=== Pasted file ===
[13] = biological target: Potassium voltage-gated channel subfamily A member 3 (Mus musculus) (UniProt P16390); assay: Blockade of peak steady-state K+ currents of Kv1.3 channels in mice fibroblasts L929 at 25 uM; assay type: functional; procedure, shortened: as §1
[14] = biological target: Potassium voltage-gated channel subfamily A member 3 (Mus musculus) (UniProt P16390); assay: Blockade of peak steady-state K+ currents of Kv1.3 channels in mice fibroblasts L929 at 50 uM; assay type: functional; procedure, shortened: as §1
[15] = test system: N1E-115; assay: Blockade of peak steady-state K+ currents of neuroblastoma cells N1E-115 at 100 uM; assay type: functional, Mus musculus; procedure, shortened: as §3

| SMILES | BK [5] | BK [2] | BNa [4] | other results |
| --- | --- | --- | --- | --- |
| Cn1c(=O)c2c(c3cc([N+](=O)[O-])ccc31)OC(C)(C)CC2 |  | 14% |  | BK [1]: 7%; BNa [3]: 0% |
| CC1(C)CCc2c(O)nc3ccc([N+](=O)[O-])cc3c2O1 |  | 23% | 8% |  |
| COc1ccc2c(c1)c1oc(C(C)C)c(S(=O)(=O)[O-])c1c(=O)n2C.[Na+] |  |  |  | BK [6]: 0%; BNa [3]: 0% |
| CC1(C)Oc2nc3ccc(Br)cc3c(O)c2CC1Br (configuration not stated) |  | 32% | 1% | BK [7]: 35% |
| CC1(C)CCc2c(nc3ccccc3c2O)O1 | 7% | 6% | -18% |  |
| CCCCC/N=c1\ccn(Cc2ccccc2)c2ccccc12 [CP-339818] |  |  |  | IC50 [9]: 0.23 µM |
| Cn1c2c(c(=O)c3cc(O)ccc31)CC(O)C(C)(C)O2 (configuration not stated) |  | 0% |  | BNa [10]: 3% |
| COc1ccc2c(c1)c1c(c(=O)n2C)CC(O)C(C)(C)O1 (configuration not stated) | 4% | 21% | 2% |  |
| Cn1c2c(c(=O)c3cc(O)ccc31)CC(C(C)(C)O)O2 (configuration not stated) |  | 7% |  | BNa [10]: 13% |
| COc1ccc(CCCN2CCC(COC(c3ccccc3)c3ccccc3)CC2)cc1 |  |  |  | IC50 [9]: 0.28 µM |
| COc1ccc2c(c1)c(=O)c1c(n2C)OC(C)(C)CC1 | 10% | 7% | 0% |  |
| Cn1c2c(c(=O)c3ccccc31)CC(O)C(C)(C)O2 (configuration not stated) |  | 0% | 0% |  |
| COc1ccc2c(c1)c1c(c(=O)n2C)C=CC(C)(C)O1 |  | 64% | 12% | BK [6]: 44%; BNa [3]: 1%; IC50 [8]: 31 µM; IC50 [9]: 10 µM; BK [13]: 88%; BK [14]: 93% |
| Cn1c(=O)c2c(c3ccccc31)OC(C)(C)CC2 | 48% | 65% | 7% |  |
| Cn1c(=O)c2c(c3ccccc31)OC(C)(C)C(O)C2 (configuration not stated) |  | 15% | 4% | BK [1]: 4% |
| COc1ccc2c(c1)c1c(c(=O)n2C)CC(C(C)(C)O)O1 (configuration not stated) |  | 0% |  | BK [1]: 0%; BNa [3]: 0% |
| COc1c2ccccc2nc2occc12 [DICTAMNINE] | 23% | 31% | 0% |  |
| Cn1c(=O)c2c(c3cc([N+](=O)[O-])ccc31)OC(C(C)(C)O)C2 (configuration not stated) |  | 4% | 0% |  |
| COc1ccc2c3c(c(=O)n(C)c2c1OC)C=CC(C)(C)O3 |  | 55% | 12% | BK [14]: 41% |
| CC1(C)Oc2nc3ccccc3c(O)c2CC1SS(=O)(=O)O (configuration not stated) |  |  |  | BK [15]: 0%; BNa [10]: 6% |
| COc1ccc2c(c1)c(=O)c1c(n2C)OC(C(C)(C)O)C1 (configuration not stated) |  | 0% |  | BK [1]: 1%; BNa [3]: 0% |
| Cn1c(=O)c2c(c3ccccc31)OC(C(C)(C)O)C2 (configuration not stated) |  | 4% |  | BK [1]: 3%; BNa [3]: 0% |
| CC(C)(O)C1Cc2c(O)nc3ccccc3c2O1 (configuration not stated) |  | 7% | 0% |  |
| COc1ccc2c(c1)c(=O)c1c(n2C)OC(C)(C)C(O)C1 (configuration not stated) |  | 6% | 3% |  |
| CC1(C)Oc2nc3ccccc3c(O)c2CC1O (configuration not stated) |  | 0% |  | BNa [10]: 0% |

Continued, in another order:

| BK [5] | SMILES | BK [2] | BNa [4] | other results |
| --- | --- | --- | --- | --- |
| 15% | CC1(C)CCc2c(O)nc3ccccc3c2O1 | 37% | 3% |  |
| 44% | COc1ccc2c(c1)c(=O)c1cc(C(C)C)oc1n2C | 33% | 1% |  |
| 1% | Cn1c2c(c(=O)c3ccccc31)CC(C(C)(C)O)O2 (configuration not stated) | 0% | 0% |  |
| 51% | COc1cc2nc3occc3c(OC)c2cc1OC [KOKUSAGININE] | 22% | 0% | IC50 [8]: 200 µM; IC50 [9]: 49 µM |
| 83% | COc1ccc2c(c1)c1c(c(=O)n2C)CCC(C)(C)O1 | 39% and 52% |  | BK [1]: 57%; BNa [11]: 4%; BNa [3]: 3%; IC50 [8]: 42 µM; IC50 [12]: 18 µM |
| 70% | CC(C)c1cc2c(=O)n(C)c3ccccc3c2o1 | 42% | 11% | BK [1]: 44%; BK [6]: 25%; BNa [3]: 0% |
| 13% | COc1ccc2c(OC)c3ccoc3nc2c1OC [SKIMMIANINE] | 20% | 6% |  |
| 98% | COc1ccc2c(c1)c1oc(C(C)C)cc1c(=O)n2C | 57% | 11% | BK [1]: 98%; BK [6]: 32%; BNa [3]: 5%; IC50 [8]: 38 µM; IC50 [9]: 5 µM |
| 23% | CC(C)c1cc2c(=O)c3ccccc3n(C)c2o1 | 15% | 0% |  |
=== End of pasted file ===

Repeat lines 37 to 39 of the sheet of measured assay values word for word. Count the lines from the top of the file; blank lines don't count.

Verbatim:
| 51% | COc1cc2nc3occc3c(OC)c2cc1OC [KOKUSAGININE] | 22% | 0% | IC50 [8]: 200 µM; IC50 [9]: 49 µM |
| 83% | COc1ccc2c(c1)c1c(c(=O)n2C)CCC(C)(C)O1 | 39% and 52% |  | BK [1]: 57%; BNa [11]: 4%; BNa [3]: 3%; IC50 [8]: 42 µM; IC50 [12]: 18 µM |
| 70% | CC(C)c1cc2c(=O)n(C)c3ccccc3c2o1 | 42% | 11% | BK [1]: 44%; BK [6]: 25%; BNa [3]: 0% |